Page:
December 10, 2013 at 12:27 pm #506836
So one day I wanted to make an easy stir fry using what I had in the cupboard and fridge at the time and made up this recipe that turned out really good. I don’t have exact measurements of everything but it is more made to taste and is pretty easy and quick to make. The whole thing takes about 30 min to cook.
Chickpea Curry and Coconut Rice
1 large can of chickpeas (drained and rinsed) (540 mL or 19 oz)
or use dried chickpeas that have been soaked and are ready to use
1 can of coconut milk (400 mL or 14 oz)
1 small can of tomato paste or crushed tomatoes (156 mL or 5 oz) or 2 fresh tomatoes
1 cup of rice (brown, white, sticky or wild)
1-2 tbsp Full flavour Coconut Oil or Olive Oil (not extra virgin)
1 medium or large onion chopped
2 Cloves of garlic minced
2 tsp Curry Powder
1 tsp Cumin
1 tsp Turmeric
1 tsp Ginger (optional)
Dash of Sea Salt to taste
Dash Fresh Ground Black Pepper to taste
Dash Cayenne Pepper (optional)
Dash of sugar (optional)
Vegetables chopped up (your choice of 2 or 3 of these): handful each of okra, asparagus, broccoli, cauliflower, peas, mushrooms, red pepper, spinach, 1 fresh tomato chopped or 1 red pepper chopped
1. In a medium pot, start your rice cooking. You can use brown, white, wild rice or sticky rice. Typically, you would use one cup of rice to two cups of cold water, cover and turn on medium-low (or 3 on a dial) and cook according to package directions or until all water is gone (average 20 min. or so).
2. In a medium pot or fry pan, heat your coconut or olive oil on medium-high (7 or 8 on a dial) and add your chopped onion and minced garlic. Once simmering, turn heat down to medium (5) and cook til brown about 5 minutes, continually stirring with a spatula or spoon. If your stove cooks hot, turn down to medium-low (about 3).
3. Once brown, add rinsed chickpeas and then add your spices and mix all together. I did not measure my spices but I would estimate about 1 teaspoon each of cumin and turmeric and about 2 teaspoons of curry powder. I shake on several shakes of sea salt and ground pepper to taste. You can make it spicy by adding cayenne pepper to taste. Your mixture should taste strong as you will diluting it. Cook another 5 min. on medium as you stir. If dry, add a dash of water as it cooks.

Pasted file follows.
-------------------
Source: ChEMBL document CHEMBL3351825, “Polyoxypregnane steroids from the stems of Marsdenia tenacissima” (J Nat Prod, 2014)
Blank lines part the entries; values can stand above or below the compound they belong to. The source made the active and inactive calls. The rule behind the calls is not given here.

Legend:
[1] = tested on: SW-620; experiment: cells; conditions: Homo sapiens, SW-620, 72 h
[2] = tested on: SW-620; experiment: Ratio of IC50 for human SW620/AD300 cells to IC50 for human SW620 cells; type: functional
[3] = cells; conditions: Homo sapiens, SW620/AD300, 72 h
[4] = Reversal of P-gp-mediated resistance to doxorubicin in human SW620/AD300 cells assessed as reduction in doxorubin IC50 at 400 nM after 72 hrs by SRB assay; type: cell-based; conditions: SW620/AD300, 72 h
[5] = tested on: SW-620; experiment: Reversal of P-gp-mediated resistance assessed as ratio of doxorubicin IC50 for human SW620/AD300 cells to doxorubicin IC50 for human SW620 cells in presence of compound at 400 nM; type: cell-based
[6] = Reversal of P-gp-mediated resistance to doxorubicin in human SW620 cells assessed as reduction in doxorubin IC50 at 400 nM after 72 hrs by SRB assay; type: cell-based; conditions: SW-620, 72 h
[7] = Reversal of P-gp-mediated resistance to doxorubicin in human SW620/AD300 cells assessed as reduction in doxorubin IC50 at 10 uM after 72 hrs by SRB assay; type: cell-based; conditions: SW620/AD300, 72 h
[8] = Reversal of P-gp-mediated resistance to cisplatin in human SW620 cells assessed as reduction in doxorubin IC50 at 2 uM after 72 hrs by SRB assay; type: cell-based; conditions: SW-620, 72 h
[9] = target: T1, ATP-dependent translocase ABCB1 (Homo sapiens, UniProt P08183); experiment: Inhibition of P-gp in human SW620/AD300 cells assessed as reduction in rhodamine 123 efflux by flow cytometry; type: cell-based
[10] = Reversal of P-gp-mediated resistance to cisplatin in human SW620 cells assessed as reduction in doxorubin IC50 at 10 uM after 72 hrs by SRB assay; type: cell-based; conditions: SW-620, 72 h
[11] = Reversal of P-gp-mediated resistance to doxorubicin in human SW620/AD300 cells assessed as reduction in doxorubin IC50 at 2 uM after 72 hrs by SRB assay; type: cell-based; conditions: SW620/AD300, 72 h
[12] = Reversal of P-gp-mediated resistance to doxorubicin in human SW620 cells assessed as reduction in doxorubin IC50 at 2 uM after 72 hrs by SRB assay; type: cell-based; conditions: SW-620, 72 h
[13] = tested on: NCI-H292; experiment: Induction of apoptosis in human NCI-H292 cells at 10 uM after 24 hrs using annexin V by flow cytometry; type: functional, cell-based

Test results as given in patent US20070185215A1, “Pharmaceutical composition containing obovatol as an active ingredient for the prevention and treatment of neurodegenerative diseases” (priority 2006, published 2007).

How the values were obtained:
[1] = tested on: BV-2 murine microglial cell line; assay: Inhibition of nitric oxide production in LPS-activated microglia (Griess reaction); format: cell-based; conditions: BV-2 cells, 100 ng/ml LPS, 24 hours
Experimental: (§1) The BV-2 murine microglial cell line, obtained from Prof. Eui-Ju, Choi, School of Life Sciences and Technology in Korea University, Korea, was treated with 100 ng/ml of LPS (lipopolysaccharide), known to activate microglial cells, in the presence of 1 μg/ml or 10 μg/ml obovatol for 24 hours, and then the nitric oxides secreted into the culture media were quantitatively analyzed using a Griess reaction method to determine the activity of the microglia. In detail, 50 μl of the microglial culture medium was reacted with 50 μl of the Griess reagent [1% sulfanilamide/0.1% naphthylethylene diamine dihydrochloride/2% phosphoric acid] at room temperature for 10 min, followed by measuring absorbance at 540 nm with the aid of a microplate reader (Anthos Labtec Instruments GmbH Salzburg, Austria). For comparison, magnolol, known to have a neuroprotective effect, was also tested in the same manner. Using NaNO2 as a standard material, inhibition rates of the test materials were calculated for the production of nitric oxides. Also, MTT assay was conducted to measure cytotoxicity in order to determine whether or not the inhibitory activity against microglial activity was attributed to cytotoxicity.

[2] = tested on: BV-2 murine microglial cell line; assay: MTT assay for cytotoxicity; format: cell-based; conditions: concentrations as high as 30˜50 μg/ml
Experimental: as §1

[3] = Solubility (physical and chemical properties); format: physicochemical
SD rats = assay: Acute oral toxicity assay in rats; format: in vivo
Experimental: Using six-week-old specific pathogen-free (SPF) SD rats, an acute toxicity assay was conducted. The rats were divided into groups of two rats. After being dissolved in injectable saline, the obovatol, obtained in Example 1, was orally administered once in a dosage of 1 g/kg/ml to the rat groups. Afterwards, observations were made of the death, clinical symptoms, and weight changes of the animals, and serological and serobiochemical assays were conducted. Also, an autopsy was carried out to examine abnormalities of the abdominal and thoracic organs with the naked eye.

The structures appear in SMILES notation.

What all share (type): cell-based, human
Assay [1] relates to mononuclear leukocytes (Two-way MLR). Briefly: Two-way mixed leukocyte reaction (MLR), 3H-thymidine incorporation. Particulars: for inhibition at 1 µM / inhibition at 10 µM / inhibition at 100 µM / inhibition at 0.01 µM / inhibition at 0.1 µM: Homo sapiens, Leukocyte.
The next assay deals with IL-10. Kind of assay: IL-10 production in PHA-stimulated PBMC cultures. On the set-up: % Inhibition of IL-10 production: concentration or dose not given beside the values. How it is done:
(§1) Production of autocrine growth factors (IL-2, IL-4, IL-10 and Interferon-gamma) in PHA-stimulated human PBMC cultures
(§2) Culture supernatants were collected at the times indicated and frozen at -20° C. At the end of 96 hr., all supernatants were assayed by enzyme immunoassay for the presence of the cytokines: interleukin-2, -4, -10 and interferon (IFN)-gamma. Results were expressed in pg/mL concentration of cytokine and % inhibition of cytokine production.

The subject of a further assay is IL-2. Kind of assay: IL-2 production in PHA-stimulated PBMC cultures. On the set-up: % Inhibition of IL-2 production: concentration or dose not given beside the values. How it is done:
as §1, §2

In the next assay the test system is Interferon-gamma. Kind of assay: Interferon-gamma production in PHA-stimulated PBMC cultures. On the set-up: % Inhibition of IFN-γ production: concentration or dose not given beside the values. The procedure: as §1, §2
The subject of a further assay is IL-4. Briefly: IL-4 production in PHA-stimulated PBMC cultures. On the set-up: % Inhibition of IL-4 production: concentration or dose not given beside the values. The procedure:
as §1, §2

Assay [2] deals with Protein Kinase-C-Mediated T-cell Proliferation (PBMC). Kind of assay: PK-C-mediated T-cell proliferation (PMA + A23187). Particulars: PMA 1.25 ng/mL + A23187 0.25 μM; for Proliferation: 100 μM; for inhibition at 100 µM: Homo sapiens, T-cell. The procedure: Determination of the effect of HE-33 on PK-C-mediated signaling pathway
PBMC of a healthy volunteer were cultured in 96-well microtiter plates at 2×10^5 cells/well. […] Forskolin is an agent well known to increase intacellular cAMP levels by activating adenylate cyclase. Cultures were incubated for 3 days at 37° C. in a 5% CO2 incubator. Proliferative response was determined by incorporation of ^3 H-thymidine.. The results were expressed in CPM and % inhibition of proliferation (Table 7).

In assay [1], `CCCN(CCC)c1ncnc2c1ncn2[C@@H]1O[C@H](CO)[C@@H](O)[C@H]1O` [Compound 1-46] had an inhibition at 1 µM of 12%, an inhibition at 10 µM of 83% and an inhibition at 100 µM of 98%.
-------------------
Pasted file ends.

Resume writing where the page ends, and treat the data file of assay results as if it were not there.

4. Add your choice of veggies. For mine I used okra and peas once and another time I used chopped asparagus and fresh tomato. I use a handful or two of chopped up veggies which can be fresh or frozen and like the touch of a fresh tomato or pepper usually. If you don’t want to add tomato paste you can add a couple fresh tomatoes instead. Add a dash or two of water as you mix the veggies in, cover and turn down to low (1-2 on a dial) and simmer about 10 min. If not simmering much, turn the temperature up to medium-low (2-3) and stir every couple minutes.
5. Once the veggies are tender, uncover and add 1/2 to 2/3 of the can of coconut milk and turn the heat back up to medium or medium-high to get it boiling again. Stir well and then add your tomato paste or crushed tomatoes. (If you added fresh tomatoes, you can use half a can of tomato paste or just not add it.) If you like it to have a more rich flavour, use more tomatoes and if you like it more creamy, add more coconut milk. Cover once bubbling and turn back down to low and cook another 10 min. or so to combine all the flavours.
6. Once the rice is done, uncover and add the remaining coconut milk from the can and stir to make it creamy. You can also add some coconut oil for flavour. Add a dash of salt, pepper or sugar to taste. Turn the heat to low and cover, stirring the rice every min. or so until the stir fry is done.